Some peptides will cross into the central nervous system, according to the theory, and affect the brain by mimicking neurotransmitters (the chemicals that deliver messages between nerve cells by sending or inhibiting nerve impulses). It is now known that everyone has some level of peptides in the gut, but far greater numbers of peptides are found in the urine of people on the autistic spectrum. This means there is likely a concomitant increase in the number that reaches the central nervous system. The increased permeability (leakiness) of the gut worsens the problem.
In 1998, a researcher at Johnson & Johnson decided to see if he, too, could find the elevated urinary peptides. The father of an autistic child who recovered after restricting dietary protein intake, Alan Friedman was using equipment far more sensitive than previous researchers could access in their university-funded laboratories. In addition to verifying the presence of opioid peptides in the urine of autistic children, Friedman also found another extremely unusual compound. Identified as dermorphin, this chemical is a hallucinogenic far more powerful than LSD. No wonder so many autistic children seem as if they are on a ‘bad trip!’
Friedman theorized that an impaired or insufficient production of a particular protein might be the cause for underlying metabolic defects found in these kids. This protein, dipeptidyl peptidase IV, has many functions in the body. It is involved in the immune system because it signals lymphocytes to reproduce themselves. It is the protein that breaks down opioids. It has been suggested that the mercury preservatives found in several required childhood vaccinations have inhibited the enzyme.
Recently, several pediatric gastroenterologists in England have begun a serious study of the GI problems in autistic children. They acknowledge what many parents have known for years – gastrointestinal illness plays an important part in the cause and expression of autism. Autistic spectrum individuals also frequently have complex immunological abnormalities along with their other symptoms. Just this year, these British gastroenterologists have pointed out several commonalities in patients with liver disease and a subtype of autism in which regression follows a period of normal development. In both these conditions, abnormalities in opioid biochemistry is common, and this lends further support to the theory that opioid peptides are involved.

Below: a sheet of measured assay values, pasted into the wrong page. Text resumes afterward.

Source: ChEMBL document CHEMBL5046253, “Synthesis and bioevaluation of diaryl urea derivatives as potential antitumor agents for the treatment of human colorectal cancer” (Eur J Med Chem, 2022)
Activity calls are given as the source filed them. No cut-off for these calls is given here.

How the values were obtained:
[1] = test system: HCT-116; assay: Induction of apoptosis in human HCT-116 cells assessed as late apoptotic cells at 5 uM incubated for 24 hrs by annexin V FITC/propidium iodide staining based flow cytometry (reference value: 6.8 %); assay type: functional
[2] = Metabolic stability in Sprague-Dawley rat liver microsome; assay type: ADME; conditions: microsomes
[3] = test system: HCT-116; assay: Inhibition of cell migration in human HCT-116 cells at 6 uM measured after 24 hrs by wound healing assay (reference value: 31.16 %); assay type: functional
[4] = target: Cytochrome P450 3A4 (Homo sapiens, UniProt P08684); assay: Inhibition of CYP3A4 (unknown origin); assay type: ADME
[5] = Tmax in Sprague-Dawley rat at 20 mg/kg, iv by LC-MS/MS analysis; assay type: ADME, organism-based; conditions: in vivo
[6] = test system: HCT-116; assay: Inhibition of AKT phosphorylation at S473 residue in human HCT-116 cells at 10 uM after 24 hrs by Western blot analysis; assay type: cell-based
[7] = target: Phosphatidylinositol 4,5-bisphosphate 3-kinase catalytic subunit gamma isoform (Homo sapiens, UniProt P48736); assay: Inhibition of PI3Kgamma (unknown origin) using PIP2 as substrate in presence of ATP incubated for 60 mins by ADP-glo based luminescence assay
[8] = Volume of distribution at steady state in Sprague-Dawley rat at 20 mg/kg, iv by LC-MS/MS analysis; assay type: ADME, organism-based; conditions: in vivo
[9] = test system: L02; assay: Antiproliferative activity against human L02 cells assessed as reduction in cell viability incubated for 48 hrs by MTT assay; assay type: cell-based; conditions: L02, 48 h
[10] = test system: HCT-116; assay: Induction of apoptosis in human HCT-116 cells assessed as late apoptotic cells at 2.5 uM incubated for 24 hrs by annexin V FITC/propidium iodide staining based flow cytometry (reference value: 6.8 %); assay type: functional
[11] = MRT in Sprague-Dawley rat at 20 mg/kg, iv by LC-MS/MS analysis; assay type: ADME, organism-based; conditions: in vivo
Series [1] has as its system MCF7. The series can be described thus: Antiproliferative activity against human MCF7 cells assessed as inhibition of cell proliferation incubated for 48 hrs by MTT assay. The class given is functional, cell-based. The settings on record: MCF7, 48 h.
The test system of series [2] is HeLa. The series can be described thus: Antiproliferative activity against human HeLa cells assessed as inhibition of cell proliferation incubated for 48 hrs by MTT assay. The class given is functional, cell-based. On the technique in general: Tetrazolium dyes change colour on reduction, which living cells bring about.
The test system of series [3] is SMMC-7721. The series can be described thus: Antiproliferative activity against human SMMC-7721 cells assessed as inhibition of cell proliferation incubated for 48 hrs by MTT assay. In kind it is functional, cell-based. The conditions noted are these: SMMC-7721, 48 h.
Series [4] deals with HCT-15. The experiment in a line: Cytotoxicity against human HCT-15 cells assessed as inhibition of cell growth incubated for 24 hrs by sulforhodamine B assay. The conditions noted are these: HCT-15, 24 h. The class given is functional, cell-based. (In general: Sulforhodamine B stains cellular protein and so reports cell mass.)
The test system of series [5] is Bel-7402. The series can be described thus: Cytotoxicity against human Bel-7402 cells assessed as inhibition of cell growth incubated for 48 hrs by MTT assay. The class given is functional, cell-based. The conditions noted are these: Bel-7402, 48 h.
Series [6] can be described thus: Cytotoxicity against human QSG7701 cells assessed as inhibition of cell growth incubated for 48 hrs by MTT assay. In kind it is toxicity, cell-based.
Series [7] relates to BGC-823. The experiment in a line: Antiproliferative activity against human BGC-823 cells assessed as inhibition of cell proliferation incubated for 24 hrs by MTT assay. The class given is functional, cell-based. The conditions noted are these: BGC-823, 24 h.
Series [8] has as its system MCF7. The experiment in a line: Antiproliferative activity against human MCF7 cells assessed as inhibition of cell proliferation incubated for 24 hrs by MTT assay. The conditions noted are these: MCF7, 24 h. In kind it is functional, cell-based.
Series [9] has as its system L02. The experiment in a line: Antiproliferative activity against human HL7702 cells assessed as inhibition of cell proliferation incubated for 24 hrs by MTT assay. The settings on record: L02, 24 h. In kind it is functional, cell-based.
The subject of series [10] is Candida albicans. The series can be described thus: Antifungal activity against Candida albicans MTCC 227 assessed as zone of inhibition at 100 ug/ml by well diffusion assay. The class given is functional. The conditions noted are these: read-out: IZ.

Fortunately, there are doctors and researchers attempting to find the primary problems that underlie this baffling and devastating disorder. In the meantime, there is little doubt that removing gluten and casein from the diet is helpful for a large percentage of those who have tried it.
In 2001, Dr. Ted Kniker from the San Antonio Autistic Treatment Center began a small study (n=28.) Because his subjects were in residential treatment, he was able to control their dietary intake. Kniker and the study team collected baseline data that included medical histories and urine peptide profiles. The Autism Treatment Evaluation Checklist was filled out for each subject, and behavioral information was collected. During the first phase of the experiment, milk and dairy and grain products were eliminated from the diet for three months. After three months, data collection was repeated. Dr. Kniker explained that ten of the 28 participants changed dramatically. Five others deteriorated, but Kniker explained that “the deterioration experienced…may be explained if the removal of these foods unmasked negative effects of other foods that they may not ordinarily consume.” Because dietary responders are so often allergic to other foods, this is not a very surprising finding.
Kniker is continuing his study, and other studies of dietary intervention are also underway. It is generally accepted that the younger the child when intervention is started, the more dramatic the result. It is therefore encouraging to note that Kniker saw dramatic results in so many of his subjects, none of whom were small children.
While this research supports the importance of the link between behavior and bowel dysfunction, it is still impossible to know whether the bowel problems are a primary cause of autistic traits or symptomatic of a broader immunological dysfunction. We do know that removal of gluten and casein often leads to formed stools in children who have had chronic diarrhea for one or more years. For many parents, relief of this symptom alone makes the diet worth the trouble.
It is hoped that in the near future these questions will be resolved. For now, however, these researchers have one thing in common: all recommend that gluten and casein be removed from the diet of autistic spectrum children. Until we know with certainty why these proteins are not digested fully, removing them from the diet remains the only way to prevent further damage.
Where Are We Now?